Today Mountain View County is a prosperous rural municipality located in the heart of Alberta's Calgary-Edmonton Corridor. Just over a century ago, the same stretch of land was for the most part un-tamed wilderness, void of any semblance of permanent settlement.
The first government surveys of the Mountain View region weren't undertaken until 1883, around the time when the Canadian Pacific Railway arrived in present-day Calgary. Just to the east of where the busy Queen Elizabeth II highway runs today, people and goods traveled by horse and wagon between Calgary and Fort Edmonton along the original Calgary and Edmonton (C&E) Trail. In 1890, the C & E (Calgary and Edmonton) Railway was chartered and construction began, with the line reaching Mountain View by the end of the year.
While a handful of squatters had arrived pre-1890, settlement in Mountain View didn't begin in earnest until the arrival of the C & E Railway. On July 27, 1891 the first through train made the trip from Calgary to south Edmonton, marking the beginning of regular scheduled passenger train service for the next 60 years. After 1891, homesteaders began to arrive in the region from across Europe and North America, with settlements sprouting up around the fourth (Carstairs), fifth (Didsbury) and sixth (Olds) sidings.
Settlement in the early days was typified by ethnic and usually religious groups living in close-knit communities or colonies. Notable among them were a group of Mennonite families from Europe via Ontario who homesteaded in the Didsbury-area around the turn of the 19th century. A large number of German settlers from the American Midwest also settled around Olds; and a group of Norwegian pioneers blazed a trail westward towards Sundre and Bergen.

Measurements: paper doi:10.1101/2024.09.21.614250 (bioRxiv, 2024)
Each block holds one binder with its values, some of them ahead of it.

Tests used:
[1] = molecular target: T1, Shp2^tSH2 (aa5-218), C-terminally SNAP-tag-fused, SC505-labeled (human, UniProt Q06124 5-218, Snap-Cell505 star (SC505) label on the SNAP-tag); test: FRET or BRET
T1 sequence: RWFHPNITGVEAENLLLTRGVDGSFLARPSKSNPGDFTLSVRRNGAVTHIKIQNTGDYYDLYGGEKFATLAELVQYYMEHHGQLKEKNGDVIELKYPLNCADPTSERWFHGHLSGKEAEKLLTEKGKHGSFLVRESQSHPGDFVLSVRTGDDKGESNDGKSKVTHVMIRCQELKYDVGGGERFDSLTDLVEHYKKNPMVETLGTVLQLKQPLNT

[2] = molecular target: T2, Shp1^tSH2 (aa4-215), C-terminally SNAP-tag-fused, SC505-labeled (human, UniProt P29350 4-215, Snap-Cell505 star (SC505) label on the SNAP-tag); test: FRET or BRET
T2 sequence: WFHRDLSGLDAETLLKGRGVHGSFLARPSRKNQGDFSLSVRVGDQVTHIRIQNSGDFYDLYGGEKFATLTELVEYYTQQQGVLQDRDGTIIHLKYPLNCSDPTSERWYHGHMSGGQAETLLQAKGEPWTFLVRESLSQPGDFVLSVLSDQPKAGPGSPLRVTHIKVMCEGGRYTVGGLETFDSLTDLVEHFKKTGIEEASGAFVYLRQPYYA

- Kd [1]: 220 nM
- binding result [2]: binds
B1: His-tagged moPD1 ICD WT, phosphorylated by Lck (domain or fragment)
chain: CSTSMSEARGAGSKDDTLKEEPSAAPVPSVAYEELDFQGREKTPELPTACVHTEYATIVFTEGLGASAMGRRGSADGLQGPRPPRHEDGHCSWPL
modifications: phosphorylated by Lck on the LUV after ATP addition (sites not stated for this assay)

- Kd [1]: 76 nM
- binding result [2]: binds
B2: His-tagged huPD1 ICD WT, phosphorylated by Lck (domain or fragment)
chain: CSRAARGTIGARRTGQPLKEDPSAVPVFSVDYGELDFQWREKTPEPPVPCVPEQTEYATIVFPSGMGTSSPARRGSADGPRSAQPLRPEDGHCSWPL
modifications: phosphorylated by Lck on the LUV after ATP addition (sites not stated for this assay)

It was also in the early 1890s that the first schools began to organize. By 1930, almost 90 school districts had been created to serve the Mountain View region, with the one-room school house remaining a fixture of rural life until the Social Credit government initiated the process of consolidation in the late '30s.
Local Improvement Districts were created by the province post-1905 to provide local government for the citizens of Alberta. In 1912, the province moved to create larger rural municipalities and held a series of plebiscites throughout Alberta on the issue. In Mountain View the initial response to the idea of consolidation was unenthusiastic, with a majority of rural residents voting against the idea. Only the Rural Municipality of Mountain View No. 310 was created out of four improvement districts around Olds and Didsbury, making it one of 55 rural municipalities to come into existence province-wide on Dec. 9, 1912.
Once created, these new municipalities were tasked with a number of duties, as described by Bodil J. Jensen in her 1983 history of the County of Mountain View No. 17:
"The agenda of the municipal councils was largely repetitious, and routine; deciding on the areas for road improvement, petitioning the provincial government for bridges; setting and collecting taxes; distributing the school tax when this function was taken form the local school boards; enforcing the herd law and employing a pound keeper; regulating the building code; handling municipal hail insurance; distributing relief in times of need; and generally looking after the local needs of the residents as the county government does today."
Local government in Mountain View continued to evolve, with a number of municipal districts merging to create the Municipal District of Dog Pound in 1943 (re-named the M.D. of Mountain View a year later). In 1955, the M.D. of Mountain View and Olds School Division No. 39 were made "coterminous" -meaning they shared the same boundaries- and with the introduction of the County system of government in 1961 joint administration of municipalities and the school boards was initiated, continuing until 1994. Accompanying this change, the Municipal District of Mountain View No. 49 was formed into the County of Mountain View No. 17 as of Jan. 1, 1961, with William J. Bagnall of Dogpound selected as the County's first Reeve. A municipal councillor prior to the County's formation, Bagnall would continue to serve as Reeve until 1980, and as a councillor until 1985.
The newly-formed County chose Didsbury as the seat of government, and in Oct. 1962, a new administration building was opened to house both the County administration and the school board. This building would serve the County until a new state-of-the-art office was opened on Hwy. 2A between Olds and Didsbury in June of 2005.
On Jan 21, 1998 the County of Mountain View No. 17 officially changed its name to Mountain View County.
Jensen, Bodil J., Alberta's County of Mountain View- A History, Didsbury, Alta.: Mountain View County No.17, 1983
"Story of Rural Municipal Government in Alberta 1909 to 1983", Alberta Association of the Municipal Districts and Counties